April 9-12, 2008
Montréal, Québec, Canada

Demonstrations: Description

The Biodiversity Heritage Library: An International Museum and Library Collaboration

Constance Rinaldo, Harvard University, USA

I will demonstrate the Biodiversity Heritage Library (BHL), an open access digital library that covers the legacy taxonomic literature. Ten major natural history museum libraries, botanical libraries, and research institutions have collaborated to develop the BHL. A research scientist, educator, student or citizen scientist with access to the Internet, located anywhere in the world, will be able to search for specific information in all of the legacy literature relevant to biodiversity and transparently link the documentation to relevant taxonomic, geographic, or other useful databases. Such a tool would erase much of the expensive, labor-intensive work of library research and speed the production of research results. The ten partner libraries collectively hold a substantial part of the world's published knowledge on biological diversity; these collections are of exceptional value because the domain of systematic biology depends upon historic literature. The BHL members are actively partnering with institutions in Europe, Asia, Latin America, and Australasia.

BHL member institutions will scan volumes from their collections that are not covered by copyright, or for which permissions have been obtained, using the Internet Archive, a non-profit partner. Ongoing negotiations with commercial publishers and learned society publishers may expand the availability of the biodiversity literature. The digitized literature will be served to users from the Biodiversity Heritage Library Portal (, currently hosted by the Missouri Botanical Garden. The BHL Portal will create an innovative research environment: a freely accessible, Web Service formed through coupling existing databases with digitized images and OCR text of heritage literature.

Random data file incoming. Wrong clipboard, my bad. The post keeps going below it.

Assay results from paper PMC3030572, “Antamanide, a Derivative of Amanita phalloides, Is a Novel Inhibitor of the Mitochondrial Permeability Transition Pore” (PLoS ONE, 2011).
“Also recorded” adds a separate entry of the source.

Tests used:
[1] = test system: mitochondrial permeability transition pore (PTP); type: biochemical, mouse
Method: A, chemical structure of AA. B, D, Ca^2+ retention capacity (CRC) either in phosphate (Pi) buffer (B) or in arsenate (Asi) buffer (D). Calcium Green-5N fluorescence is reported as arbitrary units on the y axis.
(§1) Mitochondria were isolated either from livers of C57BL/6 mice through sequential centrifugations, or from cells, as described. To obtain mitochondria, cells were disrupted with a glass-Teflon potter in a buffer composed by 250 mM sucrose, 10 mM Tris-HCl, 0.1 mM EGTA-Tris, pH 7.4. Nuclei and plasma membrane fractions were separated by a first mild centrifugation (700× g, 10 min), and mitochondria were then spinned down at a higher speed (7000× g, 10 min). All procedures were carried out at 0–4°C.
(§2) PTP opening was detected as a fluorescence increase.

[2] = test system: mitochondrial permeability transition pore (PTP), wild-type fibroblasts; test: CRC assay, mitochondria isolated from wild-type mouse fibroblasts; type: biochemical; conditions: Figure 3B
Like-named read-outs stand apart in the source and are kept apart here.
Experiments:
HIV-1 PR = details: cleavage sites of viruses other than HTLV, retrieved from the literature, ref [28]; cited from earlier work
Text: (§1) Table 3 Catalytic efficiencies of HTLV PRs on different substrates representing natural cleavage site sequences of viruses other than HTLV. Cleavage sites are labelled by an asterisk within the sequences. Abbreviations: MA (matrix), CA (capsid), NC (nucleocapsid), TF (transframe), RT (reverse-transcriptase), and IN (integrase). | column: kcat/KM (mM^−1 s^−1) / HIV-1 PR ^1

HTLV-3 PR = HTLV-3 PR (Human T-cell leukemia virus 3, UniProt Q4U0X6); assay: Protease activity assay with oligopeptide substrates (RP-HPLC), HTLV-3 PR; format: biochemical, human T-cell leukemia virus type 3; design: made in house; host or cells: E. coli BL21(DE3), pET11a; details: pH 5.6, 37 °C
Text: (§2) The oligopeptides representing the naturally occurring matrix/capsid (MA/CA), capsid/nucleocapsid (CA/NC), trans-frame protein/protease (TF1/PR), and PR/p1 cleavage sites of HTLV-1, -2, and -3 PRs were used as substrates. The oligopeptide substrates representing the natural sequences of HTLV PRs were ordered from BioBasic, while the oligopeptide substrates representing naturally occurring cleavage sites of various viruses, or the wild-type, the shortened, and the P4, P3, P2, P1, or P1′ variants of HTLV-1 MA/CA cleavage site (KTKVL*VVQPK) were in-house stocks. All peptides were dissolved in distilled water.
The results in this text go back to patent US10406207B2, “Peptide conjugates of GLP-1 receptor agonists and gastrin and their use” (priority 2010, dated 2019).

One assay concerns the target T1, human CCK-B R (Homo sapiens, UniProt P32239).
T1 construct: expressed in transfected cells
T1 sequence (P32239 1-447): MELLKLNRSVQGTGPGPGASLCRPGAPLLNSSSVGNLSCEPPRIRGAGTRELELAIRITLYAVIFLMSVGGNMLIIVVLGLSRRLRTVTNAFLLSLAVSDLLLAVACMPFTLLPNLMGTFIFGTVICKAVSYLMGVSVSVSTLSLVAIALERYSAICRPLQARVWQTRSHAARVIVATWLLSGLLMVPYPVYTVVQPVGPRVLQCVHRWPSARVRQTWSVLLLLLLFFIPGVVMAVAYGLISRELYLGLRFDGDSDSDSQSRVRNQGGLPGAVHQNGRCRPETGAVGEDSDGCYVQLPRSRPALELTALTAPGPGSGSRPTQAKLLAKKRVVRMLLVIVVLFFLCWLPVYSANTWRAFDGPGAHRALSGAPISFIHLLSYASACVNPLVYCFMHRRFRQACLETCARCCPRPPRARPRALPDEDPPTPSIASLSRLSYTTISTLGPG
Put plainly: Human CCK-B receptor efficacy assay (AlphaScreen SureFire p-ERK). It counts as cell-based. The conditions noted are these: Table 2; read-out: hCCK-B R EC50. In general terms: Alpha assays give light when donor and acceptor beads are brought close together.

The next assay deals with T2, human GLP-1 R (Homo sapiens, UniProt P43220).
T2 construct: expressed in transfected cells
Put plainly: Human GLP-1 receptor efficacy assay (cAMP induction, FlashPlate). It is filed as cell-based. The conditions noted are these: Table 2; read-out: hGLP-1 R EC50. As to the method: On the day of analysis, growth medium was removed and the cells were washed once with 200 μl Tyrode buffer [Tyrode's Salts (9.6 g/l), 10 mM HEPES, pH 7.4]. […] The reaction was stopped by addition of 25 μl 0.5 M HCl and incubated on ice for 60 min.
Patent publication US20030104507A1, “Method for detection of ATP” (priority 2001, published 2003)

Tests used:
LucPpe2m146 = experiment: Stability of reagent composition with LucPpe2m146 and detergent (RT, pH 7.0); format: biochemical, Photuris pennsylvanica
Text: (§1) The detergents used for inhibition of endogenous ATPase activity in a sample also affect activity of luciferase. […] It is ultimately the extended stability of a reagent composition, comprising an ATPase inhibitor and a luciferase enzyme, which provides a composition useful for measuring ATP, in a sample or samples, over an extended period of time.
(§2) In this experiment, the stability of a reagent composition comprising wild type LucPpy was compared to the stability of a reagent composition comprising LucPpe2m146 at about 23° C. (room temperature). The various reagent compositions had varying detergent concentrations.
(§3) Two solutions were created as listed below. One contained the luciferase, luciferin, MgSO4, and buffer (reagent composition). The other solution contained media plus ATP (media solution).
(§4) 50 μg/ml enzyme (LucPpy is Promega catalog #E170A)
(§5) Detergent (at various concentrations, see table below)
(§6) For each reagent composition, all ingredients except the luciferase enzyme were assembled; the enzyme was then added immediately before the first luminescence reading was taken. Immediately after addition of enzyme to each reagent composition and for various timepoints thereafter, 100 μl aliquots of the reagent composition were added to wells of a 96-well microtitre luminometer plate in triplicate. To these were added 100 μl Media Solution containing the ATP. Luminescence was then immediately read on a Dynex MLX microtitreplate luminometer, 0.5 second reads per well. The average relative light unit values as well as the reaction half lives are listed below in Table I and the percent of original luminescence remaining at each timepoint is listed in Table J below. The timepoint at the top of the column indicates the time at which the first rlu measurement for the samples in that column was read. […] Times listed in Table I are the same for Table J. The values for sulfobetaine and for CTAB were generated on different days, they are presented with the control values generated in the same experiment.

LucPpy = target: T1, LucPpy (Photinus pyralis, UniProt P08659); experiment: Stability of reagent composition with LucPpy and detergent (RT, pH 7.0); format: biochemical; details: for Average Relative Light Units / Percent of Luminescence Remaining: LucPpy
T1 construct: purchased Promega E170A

The BHL Portal will use informatics tools to identify strengths and overlap across the participating institutions' libraries and to help solve the problems associated with the naming of organisms over time. These materials will be referenced by persistent globally unique identifiers (GUIDs) at the various structural levels, e.g. title, volume, article etc. so that they can be integrated across existing bibliographic and taxonomic citation databases, such as Tropicos, NameBank, and Zoological Record. The uBio team from the Marine Biological Laboratory / Woods Hole Oceanographic Institution (MBLWHOI) library has assembled an array of taxonomically intelligent services designed to overcome problems with searching for scientific or common names that have changed over time. These tools will be applied to the BHL content. The integration of taxonomic intelligence will enable linkages to other relevant indexed content in the Encyclopedia of Life and other web-accessible name-based sources.

Digital curation is a critical part of making the BHL a sustainable project that will ensure sustained, persistent access to the BHL content using the best available technology and administrative structures for preservation of digital files. The metadata, image files, digital derivatives, and text files generated during this project will create a significant resource that will require ongoing stewardship beyond the timetable outlined in the proposal. The BHL Institutional Council will plan for archival storage and appropriate migration of data.

Demonstration: Demonstrations - 2 [Demonstrations]

Keywords: biodiversity library, legacy taxonomic literature, encyclopedia of life, open access, internet archive